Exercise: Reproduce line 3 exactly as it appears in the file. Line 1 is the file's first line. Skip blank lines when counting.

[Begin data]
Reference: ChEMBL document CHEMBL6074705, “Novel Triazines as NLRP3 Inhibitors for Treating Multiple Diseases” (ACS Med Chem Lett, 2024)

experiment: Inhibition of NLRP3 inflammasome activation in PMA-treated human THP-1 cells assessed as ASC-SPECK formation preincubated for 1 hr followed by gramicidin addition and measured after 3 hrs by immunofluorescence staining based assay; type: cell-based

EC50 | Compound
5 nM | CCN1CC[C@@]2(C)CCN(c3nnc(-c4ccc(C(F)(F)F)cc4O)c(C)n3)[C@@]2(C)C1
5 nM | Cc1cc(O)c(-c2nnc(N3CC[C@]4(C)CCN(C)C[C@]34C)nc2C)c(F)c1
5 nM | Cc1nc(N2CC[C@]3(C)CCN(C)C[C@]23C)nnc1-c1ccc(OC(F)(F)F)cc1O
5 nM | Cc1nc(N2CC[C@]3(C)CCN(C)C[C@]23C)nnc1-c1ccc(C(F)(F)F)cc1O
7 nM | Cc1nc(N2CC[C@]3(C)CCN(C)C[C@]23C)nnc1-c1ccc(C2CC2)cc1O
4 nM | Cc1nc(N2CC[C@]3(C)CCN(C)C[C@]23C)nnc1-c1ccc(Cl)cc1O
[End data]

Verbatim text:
EC50 | Compound